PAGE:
Month: May 2015

Are You Convinced?

Lately I’ve been thinking about passages of Scripture that involve the idea of being “convinced” about something. I started thinking about this theme while pondering Romans 8:31-39. In verse 38, Paul says three incredibly powerful words: “I AM SURE.” It made me wonder where I possess or lack that kind of certainty in my own beliefs. Far too often, my faith wavers. On a good day, my faith in God’s character and promises may be strong. On a bad day, it may become woefully weak. I’m not sure what had to happen to make Paul utterly sure and convinced of the love of God in Christ Jesus no matter what, but I am sure that I’d like to be as convinced as he was.

This thread of conviction is further seen in 2 Timothy 1:12 where Paul says, “for I know whom I have believed, and I am CONVINCED that He is able to guard until that Day what has been entrusted to me.” Later in this letter, he alludes to Timothy’s own conviction by saying, “continue in what you have learned and have FIRMLY BELIEVED (2 Timothy 3:14). So Paul had conviction, he modeled conviction, he taught and discipled conviction. We see more evidence of conviction in his life and ministry in Philippians 1:24-25, where he says, “But to remain in the flesh is more necessary on your account. CONVINCED of this, I know that I will remain and continue with you all, for your progress and joy in the faith.”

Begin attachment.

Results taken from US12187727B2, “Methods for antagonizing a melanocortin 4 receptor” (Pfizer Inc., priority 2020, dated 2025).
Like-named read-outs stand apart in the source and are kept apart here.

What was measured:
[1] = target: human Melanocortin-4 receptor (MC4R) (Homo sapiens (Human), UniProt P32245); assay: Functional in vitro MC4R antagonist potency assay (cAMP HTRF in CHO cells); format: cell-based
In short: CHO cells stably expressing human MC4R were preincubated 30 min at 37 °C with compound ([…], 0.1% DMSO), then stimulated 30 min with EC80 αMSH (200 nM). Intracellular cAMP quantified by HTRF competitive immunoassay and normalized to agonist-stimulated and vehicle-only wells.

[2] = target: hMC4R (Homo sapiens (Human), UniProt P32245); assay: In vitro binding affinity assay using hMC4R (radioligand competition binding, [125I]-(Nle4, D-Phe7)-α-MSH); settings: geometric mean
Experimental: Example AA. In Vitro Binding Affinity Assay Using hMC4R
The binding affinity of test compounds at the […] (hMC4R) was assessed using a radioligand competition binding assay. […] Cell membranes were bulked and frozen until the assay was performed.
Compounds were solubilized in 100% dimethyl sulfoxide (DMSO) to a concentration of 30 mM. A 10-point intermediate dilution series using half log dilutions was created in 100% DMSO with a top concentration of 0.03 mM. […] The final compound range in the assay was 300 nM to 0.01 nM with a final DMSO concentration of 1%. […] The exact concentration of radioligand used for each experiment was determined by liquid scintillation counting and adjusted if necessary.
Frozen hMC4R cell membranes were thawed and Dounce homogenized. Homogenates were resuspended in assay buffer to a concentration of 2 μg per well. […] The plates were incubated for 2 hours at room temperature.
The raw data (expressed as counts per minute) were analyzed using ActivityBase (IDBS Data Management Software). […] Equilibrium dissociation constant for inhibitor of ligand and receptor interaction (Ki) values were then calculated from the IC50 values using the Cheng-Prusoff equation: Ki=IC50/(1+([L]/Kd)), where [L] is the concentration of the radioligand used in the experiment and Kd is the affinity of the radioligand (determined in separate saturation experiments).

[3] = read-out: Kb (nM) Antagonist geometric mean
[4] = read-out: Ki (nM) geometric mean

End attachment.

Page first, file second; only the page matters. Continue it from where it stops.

So often, our concept of “conviction” is reduced to issues like whether or not we abstain from alcohol, what type of movies we watch, or how we spend Sundays. These are all important, to be sure. Yet it seems as though biblical conviction is so much more. Something we should all be striving for and praying that the Spirit of God would work into our hearts. I want to be someone who is CONVINCED, SURE, and FIRMLY BELIEVES what God says about Himself in Scripture so that it manifests in my daily life. I want to grow in this by the power of the Holy Spirit through the Word of God.

What would you like to be convinced of? What is an attribute of God, or truth in His Word, or circumstance in your life where you want God to CONVINCE you of His truth?

Most wonderful of all, we see in the book of Hebrews that God Himself desires to convince His people of truth. In Hebrews 6:17-18, we read, “So when God desired to show more CONVINCINGLY to the heirs of the promise the unchangeable character of his purpose, he guaranteed it with an oath, so that by two unchangeable things, in which it is impossible for God to lie, we who have fled for refuge might have strong encouragement to hold fast to the hope set before us.” So then, our desire for growing conviction is rooted in the hope that God Himself desires that we be convinced of His every truth and promise as spoken in His Word. Verse 19 goes on to speak of the surety of God’s Word as an anchor of the soul, and indeed, that’s exactly what conviction provides—a firm resolve and anchoring in the midst of trials, confusion, and discouragement.

The Apostle Paul’s life was an exceedingly difficult one, and I wonder if in many ways, the things he was convinced of gave him the fortitude, courage, and joy to press on in serving the Lord and laboring for His kingdom. And though Paul and I are different in gender, and seemingly very different in personality and temperament, his conviction is one way that I’d like to follow his call to “imitate me as I imitate Christ” (1 Corinthians 11:1).

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An Open Letter to Churches on Mother’s Day

Dear Churches,